Assuming no change of heart on the part of Google (not likely), one month from today Reader will disappear, taking with it the capabilities of many RSS aggregators on all platforms. As I ranted about soon after the announcement in March, this particular hole in the cloud will wipe out a key component in the information management process of many people, some of whom I think don’t even know they’re using Reader and will be very surprised on July 1.
Of course, RSS as a technology will not vanish with the shut down of Reader and sites will not stop publishing feeds of their content, so it’s just a matter of time, and a lot of work, until robust replacement services become available. But that’s not likely to happen in the next month.
So, what are the options in the meantime? Â For my personal needs, I’ll be using Feedly.
They have the advantage of already offering good plugins for the major browsers combined with solid apps for iPhone and iPad (plus Android and Kindle). In a blog post following the Google announcement, the developers claimed that transitioning to their service would be simple as long as users linked to their Reader accounts before the shut down.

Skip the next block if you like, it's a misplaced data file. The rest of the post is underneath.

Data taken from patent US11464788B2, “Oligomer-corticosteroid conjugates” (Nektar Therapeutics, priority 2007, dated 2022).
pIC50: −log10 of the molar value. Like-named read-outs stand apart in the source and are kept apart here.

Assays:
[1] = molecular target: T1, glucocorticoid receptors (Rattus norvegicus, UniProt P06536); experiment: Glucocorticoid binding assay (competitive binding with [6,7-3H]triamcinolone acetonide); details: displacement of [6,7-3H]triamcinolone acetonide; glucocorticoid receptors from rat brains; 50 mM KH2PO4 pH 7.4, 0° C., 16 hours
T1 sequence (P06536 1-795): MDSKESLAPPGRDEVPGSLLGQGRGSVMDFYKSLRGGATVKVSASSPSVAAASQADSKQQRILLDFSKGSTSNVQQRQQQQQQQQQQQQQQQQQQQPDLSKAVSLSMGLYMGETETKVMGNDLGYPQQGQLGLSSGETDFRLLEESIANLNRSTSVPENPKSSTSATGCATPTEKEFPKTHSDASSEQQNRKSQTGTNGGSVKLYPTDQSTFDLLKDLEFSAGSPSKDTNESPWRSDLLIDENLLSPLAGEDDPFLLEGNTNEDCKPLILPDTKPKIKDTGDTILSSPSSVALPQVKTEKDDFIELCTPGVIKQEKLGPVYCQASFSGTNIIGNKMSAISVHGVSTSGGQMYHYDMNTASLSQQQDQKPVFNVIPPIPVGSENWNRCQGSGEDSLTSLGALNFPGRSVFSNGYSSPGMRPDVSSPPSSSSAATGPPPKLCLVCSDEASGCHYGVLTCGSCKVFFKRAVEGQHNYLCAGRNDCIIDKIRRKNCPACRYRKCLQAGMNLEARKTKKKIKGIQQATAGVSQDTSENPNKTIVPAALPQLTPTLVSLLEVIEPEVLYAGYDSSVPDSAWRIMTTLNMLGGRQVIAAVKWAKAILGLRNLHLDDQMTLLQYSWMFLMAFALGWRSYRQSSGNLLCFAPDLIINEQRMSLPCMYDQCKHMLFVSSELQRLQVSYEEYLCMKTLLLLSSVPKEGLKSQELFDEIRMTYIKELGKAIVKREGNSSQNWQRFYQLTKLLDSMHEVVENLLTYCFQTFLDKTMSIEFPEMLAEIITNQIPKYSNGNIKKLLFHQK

The big downside, which will keep me searching for something better,Â is that Feedly is free to the end user. I’ve become very wary of free software and services that have no apparent plan for supporting the company. Eventually, they either disappear (or get bought and disappear) or start throwing ads at me, in which case the advertisers become their customers, not me.
Other negatives are that this is a proprietary service, meaning that other apps probably won’t be able to use the syncing capabilities with a different, maybe improved interface, and it does not yet support linking to some of the other services in my information flow.
For the long run, I’ll be watching the potential Reader replacement being built by the company behind the social news service Digg. In May they also bought Instapaper, another service I depend on and which has some interesting possibility for an intersection with an RSS syncing service.
I’ll also be taking a closer look at Feed Wrangler and Feedbin, neither of which are free (the under $20 annual fee is reasonable if the value is there). Both also allow developers to connect applications to their services, including some I already use.
If you need more alternatives to explore, there’s Newsblur, another paid service ($24 a year) with a free version limited to 64 feeds (about 1/3 of what I have), although a rather ugly interface. Or The Old Reader, which bills itself as “the ultimate social RSS reader” but has no mobile apps yet. Or for the very geeky, Fever, RSS syncing software you install on your own server.
I’m sure there are more alternatives in the works, likely with a few interesting innovations. But whatever you decide to do for your RSS aggregation needs, one thing that all Reader users should do right now is export their data from Google while you still can. They make it very easy, starting on this page.